Reasons for inadmissibility

Note: This is only a guide. A Canadian immigration officer will decide if you can enter Canada when you apply for a visa, or when you arrive at a port of entry. Find out how to submit an application to overcome inadmissibility.

A person may be denied a visa, refused entry to, or removed from Canada on any of these grounds:

  • security reasons, including
    • espionage
    • subversion (attempts to overthrow a government, etc.)
    • violence or terrorism, or
    • membership in an organization involved in any of these
  • human or international rights violations, including
    • war crimes
    • crimes against humanity
    • being a senior official in a government engaged in gross human rights violations or subject to international sanctions
  • committing a serious crime that would be punishable by a maximum prison term of at least 10 years in Canada (see note 1)
  • having been convicted of a crime, including driving while under the influence of drugs or alcohol (see note 1)
  • organized crime, including membership in an organization that takes part in organized criminal activity, people smuggling or money laundering
  • health grounds – if their condition is likely to:
    • endanger public health or public safety, or
    • cause excessive demands on health or social services (some exceptions exist – see notes 2 and 3)
  • financial reasons – if they are unable or unwilling to support themselves and their family members
  • misrepresentation, which includes providing false information or withholding information directly related to decisions made under the Immigration and Refugee Protection Act (IRPA)
  • failure to comply with any provision of IRPA (see note 4) or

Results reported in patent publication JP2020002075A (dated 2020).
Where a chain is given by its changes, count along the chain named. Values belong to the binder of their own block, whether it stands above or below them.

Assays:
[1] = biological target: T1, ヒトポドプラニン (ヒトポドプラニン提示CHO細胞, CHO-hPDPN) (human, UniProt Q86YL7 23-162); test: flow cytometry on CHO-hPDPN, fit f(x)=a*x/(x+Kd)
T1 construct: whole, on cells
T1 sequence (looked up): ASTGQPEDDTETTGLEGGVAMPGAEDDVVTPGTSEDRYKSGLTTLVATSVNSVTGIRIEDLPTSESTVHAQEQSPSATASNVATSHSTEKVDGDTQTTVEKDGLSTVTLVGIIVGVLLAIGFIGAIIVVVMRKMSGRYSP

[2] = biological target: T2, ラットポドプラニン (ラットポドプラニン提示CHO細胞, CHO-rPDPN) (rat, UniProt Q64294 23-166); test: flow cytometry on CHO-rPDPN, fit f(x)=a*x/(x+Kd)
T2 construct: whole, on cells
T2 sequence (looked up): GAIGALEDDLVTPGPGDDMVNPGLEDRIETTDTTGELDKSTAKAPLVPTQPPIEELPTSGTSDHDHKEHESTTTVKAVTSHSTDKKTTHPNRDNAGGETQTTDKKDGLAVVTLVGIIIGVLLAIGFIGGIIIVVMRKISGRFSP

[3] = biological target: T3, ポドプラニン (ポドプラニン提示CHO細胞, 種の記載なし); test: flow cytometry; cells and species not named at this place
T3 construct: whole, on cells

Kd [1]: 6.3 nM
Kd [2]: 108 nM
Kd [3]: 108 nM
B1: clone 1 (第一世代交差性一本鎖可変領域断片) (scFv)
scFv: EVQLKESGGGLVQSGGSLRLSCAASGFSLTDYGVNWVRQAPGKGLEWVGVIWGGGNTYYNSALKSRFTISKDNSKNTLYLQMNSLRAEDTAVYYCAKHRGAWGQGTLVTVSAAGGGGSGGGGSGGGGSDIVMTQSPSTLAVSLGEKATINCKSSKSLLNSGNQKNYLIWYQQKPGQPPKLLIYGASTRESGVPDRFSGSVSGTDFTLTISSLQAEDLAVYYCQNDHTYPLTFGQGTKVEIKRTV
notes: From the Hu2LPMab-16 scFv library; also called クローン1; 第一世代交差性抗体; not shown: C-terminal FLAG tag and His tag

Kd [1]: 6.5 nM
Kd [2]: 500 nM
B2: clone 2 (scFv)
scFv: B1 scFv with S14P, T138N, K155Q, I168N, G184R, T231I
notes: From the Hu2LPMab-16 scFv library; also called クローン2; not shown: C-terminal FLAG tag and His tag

• having an inadmissible family member.


(1) To find out more, see Overcoming Criminal Inadmissibility.

(2) Not all temporary residents are required to be medically examined. Generally, if you are coming to Canada for less than six months, you will not need a medical examination. However, there are some exceptions. Find out if you need a medical examination before entering Canada temporarily.

(3) Some groups of permanent resident applicants are exempt from the excessive demands assessment:

  • family class sponsored spouses, common-law partners and dependent children
  • convention refugees or people in similar circumstances and
  • protected persons.

According to the law, a spouse, common-law partner, child or other family members of these permanent resident groups are also exempt.

Find out more about who requires a medical examination and where to find a Designated Medical Practitioner in your area.

(4) Examples of failure to comply with IRPA include:

  • temporary residents who do not respect the conditions of their stay—for example, they stay longer than allowed, or work or study without the proper permits
  • permanent residents who have not lived in Canada for the required amount of time and
  • people who have previously been deported and try to enter Canada without written authorization.

In some cases you may need an Authorization to return to Canada (ARC) in order to be admitted to Canada.

Find out if you are eligible

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